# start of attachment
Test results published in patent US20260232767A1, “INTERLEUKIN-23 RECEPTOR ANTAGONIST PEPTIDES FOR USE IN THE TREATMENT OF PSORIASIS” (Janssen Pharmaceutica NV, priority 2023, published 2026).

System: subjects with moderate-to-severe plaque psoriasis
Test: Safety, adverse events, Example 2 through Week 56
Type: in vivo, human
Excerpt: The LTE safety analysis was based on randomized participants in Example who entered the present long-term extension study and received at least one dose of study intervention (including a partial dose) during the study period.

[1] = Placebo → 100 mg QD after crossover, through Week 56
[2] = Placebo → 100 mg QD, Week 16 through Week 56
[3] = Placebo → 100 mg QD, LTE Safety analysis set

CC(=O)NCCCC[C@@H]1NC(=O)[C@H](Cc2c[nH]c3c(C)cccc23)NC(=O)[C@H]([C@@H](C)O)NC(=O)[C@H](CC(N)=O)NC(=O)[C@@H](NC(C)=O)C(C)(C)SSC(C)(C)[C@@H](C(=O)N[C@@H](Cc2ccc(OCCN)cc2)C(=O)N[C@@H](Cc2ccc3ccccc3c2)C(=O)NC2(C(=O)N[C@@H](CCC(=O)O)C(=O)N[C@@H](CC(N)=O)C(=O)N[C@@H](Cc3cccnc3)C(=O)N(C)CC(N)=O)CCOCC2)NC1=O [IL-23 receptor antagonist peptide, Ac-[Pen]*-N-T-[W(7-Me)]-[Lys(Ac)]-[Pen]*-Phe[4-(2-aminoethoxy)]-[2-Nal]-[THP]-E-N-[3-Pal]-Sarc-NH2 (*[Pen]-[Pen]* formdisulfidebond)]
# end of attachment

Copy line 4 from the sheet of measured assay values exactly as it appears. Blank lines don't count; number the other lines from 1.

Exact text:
Type: in vivo, human